Capitalism and poverty: Bono 1 – Irish union bosses – 0
Bono knows that free markets lift people out of poverty. That's because, unlike the Left he a) cares about the poor and b) has looked at the evidence
I wrote last year about the remarkable acknowledgement by Bono that free markets were the best way to lift people out of poverty. The leader of the U2 band and long-time anti-poverty activist specifically stated that, “capitalism has been the most effective ideology we have known in taking people out of extreme poverty.”
As the old saying goes, I couldn’t have said it better myself. Too many politicians and interest groups want us to believe that foreign aid and bigger government are the answer, but nations that have jumped from poverty to prosperity invariably have followed a path of free markets and small government.
But today’s topic isn’t foreign aid.
Instead, I want to come to Bono’s aid. He recently defended his home country’s favorable corporate tax regime. Here are some excerpts from a report earlier this month in the Irish Times.
"U2 singer Bono has said Ireland’s tax regime, used to attract multinational companies such as Apple, Facebook and Google to Irish shores, has brought Ireland “the only prosperity we’ve known”. Speaking in an interview in today’s Observer newspaper, Bono said Ireland’s tax policy had given the country “more hospitals and firemen and teachers”. “We are a tiny country, we don’t have scale, and our version of scale is to be innovative and to be clever, and tax competitiveness has brought our country the only prosperity we’re known,” he said. …“As a person who’s spent nearly 30 years fighting to get people out of poverty, it was somewhat humbling to realise that commerce played a bigger job than development,” said Bono. “I’d say that’s my biggest transformation in 10 years: understanding the power of commerce to make or break lives, and that it cannot be given into as the dominating force in our lives.”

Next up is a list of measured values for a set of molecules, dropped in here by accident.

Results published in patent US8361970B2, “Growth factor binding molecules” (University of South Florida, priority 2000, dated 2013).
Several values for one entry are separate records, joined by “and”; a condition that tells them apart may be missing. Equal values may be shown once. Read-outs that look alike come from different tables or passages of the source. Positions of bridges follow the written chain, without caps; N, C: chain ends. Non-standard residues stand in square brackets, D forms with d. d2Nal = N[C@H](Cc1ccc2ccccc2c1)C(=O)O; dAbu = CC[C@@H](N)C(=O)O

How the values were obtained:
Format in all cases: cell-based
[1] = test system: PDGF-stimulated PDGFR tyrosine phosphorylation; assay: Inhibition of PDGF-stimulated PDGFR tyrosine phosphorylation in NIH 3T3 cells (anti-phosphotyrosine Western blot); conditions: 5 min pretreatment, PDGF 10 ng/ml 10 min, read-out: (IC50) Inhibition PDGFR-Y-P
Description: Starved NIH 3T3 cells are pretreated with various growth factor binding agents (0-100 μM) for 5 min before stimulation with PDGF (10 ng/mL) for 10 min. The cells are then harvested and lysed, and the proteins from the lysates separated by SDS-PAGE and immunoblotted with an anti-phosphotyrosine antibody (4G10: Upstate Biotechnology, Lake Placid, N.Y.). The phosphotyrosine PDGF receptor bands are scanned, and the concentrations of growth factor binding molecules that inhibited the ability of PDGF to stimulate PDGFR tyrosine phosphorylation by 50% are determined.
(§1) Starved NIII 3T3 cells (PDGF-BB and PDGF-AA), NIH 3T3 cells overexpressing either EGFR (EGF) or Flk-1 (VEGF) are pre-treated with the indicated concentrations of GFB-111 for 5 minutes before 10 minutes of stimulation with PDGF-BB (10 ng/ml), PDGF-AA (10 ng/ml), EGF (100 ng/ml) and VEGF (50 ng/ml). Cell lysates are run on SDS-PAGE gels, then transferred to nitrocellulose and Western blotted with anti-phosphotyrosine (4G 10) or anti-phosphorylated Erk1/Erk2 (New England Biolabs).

So why does Bono need defending?
Because bosses from the leading Irish labor union apparently think he said something very bad. Here are some excerpts from a story published by the U.K-based Guardian.
"Unite, which represents 100,000 workers on the island of Ireland, launched a blistering attack on the U2 singer for remarks…defending the 12.5% tax rate on corporations enjoyed by multinational companies such as Apple, Google, Facebook and Amazon. …Unite pointed out that one in four Irish people have to endure social deprivation, according the state’s own official Central Statistics Office. Mike Taft, Unite’s researcher and an economist, told the Guardian: “The one in four who suffer deprivation as well as the tens of thousands of others having to put up with six years of austerity will regard Bono’s remarks with total derision, it is the only word anyone could use to describe what he has said. “…for six years we have seen public services smashed apart due to austerity cuts, and here we have Bono talking about low corporation tax bringing us prosperity.”